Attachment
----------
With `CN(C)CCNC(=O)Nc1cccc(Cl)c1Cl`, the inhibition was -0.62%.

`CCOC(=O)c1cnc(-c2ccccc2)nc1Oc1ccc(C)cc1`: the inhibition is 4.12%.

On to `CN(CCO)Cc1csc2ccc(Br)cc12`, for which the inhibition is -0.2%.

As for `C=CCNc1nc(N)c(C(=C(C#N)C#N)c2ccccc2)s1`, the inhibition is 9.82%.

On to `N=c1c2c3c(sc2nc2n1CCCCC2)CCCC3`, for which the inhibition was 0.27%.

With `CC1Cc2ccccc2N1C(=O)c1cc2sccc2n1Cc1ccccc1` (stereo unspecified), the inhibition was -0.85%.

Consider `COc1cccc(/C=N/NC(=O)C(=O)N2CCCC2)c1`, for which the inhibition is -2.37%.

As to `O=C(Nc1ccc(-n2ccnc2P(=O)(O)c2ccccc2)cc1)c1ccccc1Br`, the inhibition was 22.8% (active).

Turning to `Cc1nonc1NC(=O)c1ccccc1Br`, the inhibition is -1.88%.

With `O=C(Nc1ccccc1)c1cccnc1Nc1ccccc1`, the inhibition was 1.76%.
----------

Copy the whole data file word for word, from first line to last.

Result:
With `CN(C)CCNC(=O)Nc1cccc(Cl)c1Cl`, the inhibition was -0.62%.

`CCOC(=O)c1cnc(-c2ccccc2)nc1Oc1ccc(C)cc1`: the inhibition is 4.12%.

On to `CN(CCO)Cc1csc2ccc(Br)cc12`, for which the inhibition is -0.2%.

As for `C=CCNc1nc(N)c(C(=C(C#N)C#N)c2ccccc2)s1`, the inhibition is 9.82%.

On to `N=c1c2c3c(sc2nc2n1CCCCC2)CCCC3`, for which the inhibition was 0.27%.

With `CC1Cc2ccccc2N1C(=O)c1cc2sccc2n1Cc1ccccc1` (stereo unspecified), the inhibition was -0.85%.

Consider `COc1cccc(/C=N/NC(=O)C(=O)N2CCCC2)c1`, for which the inhibition is -2.37%.

As to `O=C(Nc1ccc(-n2ccnc2P(=O)(O)c2ccccc2)cc1)c1ccccc1Br`, the inhibition was 22.8% (active).

Turning to `Cc1nonc1NC(=O)c1ccccc1Br`, the inhibition is -1.88%.

With `O=C(Nc1ccccc1)c1cccnc1Nc1ccccc1`, the inhibition was 1.76%.